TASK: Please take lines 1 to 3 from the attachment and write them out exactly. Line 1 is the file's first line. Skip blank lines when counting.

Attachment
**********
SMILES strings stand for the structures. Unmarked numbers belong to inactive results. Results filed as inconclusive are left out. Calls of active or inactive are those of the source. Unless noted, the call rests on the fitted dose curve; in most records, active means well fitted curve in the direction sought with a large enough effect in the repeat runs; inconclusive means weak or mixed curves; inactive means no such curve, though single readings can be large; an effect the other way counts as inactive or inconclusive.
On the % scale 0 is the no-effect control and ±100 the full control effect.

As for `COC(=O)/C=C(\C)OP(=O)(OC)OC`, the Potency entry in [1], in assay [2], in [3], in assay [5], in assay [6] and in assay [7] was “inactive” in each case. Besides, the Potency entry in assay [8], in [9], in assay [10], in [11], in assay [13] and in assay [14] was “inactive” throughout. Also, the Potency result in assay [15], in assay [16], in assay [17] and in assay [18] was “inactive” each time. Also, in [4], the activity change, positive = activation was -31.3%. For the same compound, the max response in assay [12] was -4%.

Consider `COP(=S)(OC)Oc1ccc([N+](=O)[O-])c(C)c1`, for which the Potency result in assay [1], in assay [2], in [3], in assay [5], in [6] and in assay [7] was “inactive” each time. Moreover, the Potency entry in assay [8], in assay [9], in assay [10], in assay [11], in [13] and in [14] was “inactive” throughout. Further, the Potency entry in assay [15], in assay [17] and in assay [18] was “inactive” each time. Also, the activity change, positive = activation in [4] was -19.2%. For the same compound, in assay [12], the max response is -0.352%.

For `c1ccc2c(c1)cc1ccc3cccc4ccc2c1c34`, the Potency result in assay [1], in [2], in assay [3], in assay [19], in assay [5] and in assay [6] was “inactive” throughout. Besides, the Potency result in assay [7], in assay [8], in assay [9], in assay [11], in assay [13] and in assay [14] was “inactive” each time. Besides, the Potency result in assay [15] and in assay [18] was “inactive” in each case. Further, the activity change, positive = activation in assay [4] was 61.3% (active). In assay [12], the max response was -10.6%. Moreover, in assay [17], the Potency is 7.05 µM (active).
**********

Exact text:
SMILES strings stand for the structures. Unmarked numbers belong to inactive results. Results filed as inconclusive are left out. Calls of active or inactive are those of the source. Unless noted, the call rests on the fitted dose curve; in most records, active means well fitted curve in the direction sought with a large enough effect in the repeat runs; inconclusive means weak or mixed curves; inactive means no such curve, though single readings can be large; an effect the other way counts as inactive or inconclusive.
On the % scale 0 is the no-effect control and ±100 the full control effect.

As for `COC(=O)/C=C(\C)OP(=O)(OC)OC`, the Potency entry in [1], in assay [2], in [3], in assay [5], in assay [6] and in assay [7] was “inactive” in each case. Besides, the Potency entry in assay [8], in [9], in assay [10], in [11], in assay [13] and in assay [14] was “inactive” throughout. Also, the Potency result in assay [15], in assay [16], in assay [17] and in assay [18] was “inactive” each time. Also, in [4], the activity change, positive = activation was -31.3%. For the same compound, the max response in assay [12] was -4%.